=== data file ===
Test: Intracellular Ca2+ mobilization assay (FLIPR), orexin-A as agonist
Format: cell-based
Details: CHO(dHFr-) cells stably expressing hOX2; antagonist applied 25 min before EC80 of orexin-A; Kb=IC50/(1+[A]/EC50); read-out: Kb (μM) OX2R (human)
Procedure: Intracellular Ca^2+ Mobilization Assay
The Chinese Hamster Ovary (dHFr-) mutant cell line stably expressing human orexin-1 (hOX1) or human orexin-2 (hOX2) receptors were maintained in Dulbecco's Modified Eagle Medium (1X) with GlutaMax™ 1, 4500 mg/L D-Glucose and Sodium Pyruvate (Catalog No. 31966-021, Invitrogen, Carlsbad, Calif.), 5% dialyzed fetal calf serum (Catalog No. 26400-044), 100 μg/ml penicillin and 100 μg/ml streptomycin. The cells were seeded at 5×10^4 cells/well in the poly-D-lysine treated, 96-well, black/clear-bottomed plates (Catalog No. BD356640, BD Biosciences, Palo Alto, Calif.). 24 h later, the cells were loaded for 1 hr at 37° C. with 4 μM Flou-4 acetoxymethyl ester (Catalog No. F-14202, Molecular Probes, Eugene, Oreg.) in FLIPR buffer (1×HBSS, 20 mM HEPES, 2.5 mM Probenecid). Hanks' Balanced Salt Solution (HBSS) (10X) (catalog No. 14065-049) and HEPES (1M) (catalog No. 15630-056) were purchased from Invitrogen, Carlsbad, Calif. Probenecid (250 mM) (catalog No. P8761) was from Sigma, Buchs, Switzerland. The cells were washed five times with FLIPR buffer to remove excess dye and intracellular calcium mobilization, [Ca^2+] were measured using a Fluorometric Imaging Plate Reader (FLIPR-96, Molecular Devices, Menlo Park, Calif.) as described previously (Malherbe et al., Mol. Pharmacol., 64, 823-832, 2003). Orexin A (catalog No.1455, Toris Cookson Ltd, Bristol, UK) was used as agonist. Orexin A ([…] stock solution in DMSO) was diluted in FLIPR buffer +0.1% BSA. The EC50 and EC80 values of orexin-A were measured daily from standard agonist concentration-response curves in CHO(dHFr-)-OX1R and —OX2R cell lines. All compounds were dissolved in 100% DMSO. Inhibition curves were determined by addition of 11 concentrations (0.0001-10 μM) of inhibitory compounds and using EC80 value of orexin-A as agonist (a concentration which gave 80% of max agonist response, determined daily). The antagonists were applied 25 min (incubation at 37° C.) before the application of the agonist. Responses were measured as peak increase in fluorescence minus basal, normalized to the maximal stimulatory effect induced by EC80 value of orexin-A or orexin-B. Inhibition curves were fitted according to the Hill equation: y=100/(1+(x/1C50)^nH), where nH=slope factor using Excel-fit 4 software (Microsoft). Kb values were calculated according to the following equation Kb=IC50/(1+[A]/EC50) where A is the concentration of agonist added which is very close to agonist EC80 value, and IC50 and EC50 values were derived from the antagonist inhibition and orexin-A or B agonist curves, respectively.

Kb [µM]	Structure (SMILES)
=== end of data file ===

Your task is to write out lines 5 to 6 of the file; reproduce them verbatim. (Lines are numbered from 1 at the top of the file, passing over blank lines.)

The Chinese Hamster Ovary (dHFr-) mutant cell line stably expressing human orexin-1 (hOX1) or human orexin-2 (hOX2) receptors were maintained in Dulbecco's Modified Eagle Medium (1X) with GlutaMax™ 1, 4500 mg/L D-Glucose and Sodium Pyruvate (Catalog No. 31966-021, Invitrogen, Carlsbad, Calif.), 5% dialyzed fetal calf serum (Catalog No. 26400-044), 100 μg/ml penicillin and 100 μg/ml streptomycin. The cells were seeded at 5×10^4 cells/well in the poly-D-lysine treated, 96-well, black/clear-bottomed plates (Catalog No. BD356640, BD Biosciences, Palo Alto, Calif.). 24 h later, the cells were loaded for 1 hr at 37° C. with 4 μM Flou-4 acetoxymethyl ester (Catalog No. F-14202, Molecular Probes, Eugene, Oreg.) in FLIPR buffer (1×HBSS, 20 mM HEPES, 2.5 mM Probenecid). Hanks' Balanced Salt Solution (HBSS) (10X) (catalog No. 14065-049) and HEPES (1M) (catalog No. 15630-056) were purchased from Invitrogen, Carlsbad, Calif. Probenecid (250 mM) (catalog No. P8761) was from Sigma, Buchs, Switzerland. The cells were washed five times with FLIPR buffer to remove excess dye and intracellular calcium mobilization, [Ca^2+] were measured using a Fluorometric Imaging Plate Reader (FLIPR-96, Molecular Devices, Menlo Park, Calif.) as described previously (Malherbe et al., Mol. Pharmacol., 64, 823-832, 2003). Orexin A (catalog No.1455, Toris Cookson Ltd, Bristol, UK) was used as agonist. Orexin A ([…] stock solution in DMSO) was diluted in FLIPR buffer +0.1% BSA. The EC50 and EC80 values of orexin-A were measured daily from standard agonist concentration-response curves in CHO(dHFr-)-OX1R and —OX2R cell lines. All compounds were dissolved in 100% DMSO. Inhibition curves were determined by addition of 11 concentrations (0.0001-10 μM) of inhibitory compounds and using EC80 value of orexin-A as agonist (a concentration which gave 80% of max agonist response, determined daily). The antagonists were applied 25 min (incubation at 37° C.) before the application of the agonist. Responses were measured as peak increase in fluorescence minus basal, normalized to the maximal stimulatory effect induced by EC80 value of orexin-A or orexin-B. Inhibition curves were fitted according to the Hill equation: y=100/(1+(x/1C50)^nH), where nH=slope factor using Excel-fit 4 software (Microsoft). Kb values were calculated according to the following equation Kb=IC50/(1+[A]/EC50) where A is the concentration of agonist added which is very close to agonist EC80 value, and IC50 and EC50 values were derived from the antagonist inhibition and orexin-A or B agonist curves, respectively.

Kb [µM]	Structure (SMILES)